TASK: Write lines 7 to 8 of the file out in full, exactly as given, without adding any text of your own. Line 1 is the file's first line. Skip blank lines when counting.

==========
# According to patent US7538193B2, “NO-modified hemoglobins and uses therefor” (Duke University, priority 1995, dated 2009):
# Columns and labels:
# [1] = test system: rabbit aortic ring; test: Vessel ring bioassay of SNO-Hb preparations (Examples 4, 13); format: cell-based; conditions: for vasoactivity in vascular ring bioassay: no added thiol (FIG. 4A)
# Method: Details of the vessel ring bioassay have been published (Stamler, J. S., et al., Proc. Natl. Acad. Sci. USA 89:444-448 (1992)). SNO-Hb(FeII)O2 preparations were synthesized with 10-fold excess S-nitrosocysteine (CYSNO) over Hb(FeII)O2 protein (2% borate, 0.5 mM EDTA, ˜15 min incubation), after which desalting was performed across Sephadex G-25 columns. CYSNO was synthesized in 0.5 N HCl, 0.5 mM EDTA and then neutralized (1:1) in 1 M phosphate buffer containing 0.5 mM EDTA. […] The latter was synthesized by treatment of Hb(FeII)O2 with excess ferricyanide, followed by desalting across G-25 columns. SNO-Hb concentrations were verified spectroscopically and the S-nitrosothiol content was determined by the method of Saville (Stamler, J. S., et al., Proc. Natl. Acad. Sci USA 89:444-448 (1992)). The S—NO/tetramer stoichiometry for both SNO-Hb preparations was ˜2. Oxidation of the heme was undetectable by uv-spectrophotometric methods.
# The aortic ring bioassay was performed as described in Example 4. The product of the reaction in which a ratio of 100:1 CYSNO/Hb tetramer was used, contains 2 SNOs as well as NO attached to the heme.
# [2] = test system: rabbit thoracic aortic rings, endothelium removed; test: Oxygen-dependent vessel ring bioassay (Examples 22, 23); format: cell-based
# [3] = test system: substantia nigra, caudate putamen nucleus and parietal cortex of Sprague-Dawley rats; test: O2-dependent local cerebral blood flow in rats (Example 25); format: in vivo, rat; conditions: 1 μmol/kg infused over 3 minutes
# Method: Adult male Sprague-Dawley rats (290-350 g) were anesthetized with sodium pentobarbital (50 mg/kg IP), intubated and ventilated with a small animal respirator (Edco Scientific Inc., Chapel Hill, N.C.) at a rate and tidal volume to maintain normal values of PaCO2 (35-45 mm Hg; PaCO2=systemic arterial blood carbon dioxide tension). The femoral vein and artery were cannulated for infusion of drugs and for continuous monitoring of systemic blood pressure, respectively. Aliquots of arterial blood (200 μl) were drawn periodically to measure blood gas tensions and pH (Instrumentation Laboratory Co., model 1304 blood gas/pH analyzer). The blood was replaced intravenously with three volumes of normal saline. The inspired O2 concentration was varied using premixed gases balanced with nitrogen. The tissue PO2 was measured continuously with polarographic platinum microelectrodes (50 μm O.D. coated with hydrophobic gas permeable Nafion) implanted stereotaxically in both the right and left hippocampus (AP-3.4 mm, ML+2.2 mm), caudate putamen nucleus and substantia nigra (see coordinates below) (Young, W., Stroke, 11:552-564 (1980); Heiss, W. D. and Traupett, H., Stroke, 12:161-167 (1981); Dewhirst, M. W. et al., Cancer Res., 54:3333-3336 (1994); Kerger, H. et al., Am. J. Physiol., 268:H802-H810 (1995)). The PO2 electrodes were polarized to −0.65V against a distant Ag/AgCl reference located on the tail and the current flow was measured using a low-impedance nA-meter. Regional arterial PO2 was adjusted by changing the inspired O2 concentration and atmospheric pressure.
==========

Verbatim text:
# [3] = test system: substantia nigra, caudate putamen nucleus and parietal cortex of Sprague-Dawley rats; test: O2-dependent local cerebral blood flow in rats (Example 25); format: in vivo, rat; conditions: 1 μmol/kg infused over 3 minutes
# Method: Adult male Sprague-Dawley rats (290-350 g) were anesthetized with sodium pentobarbital (50 mg/kg IP), intubated and ventilated with a small animal respirator (Edco Scientific Inc., Chapel Hill, N.C.) at a rate and tidal volume to maintain normal values of PaCO2 (35-45 mm Hg; PaCO2=systemic arterial blood carbon dioxide tension). The femoral vein and artery were cannulated for infusion of drugs and for continuous monitoring of systemic blood pressure, respectively. Aliquots of arterial blood (200 μl) were drawn periodically to measure blood gas tensions and pH (Instrumentation Laboratory Co., model 1304 blood gas/pH analyzer). The blood was replaced intravenously with three volumes of normal saline. The inspired O2 concentration was varied using premixed gases balanced with nitrogen. The tissue PO2 was measured continuously with polarographic platinum microelectrodes (50 μm O.D. coated with hydrophobic gas permeable Nafion) implanted stereotaxically in both the right and left hippocampus (AP-3.4 mm, ML+2.2 mm), caudate putamen nucleus and substantia nigra (see coordinates below) (Young, W., Stroke, 11:552-564 (1980); Heiss, W. D. and Traupett, H., Stroke, 12:161-167 (1981); Dewhirst, M. W. et al., Cancer Res., 54:3333-3336 (1994); Kerger, H. et al., Am. J. Physiol., 268:H802-H810 (1995)). The PO2 electrodes were polarized to −0.65V against a distant Ag/AgCl reference located on the tail and the current flow was measured using a low-impedance nA-meter. Regional arterial PO2 was adjusted by changing the inspired O2 concentration and atmospheric pressure.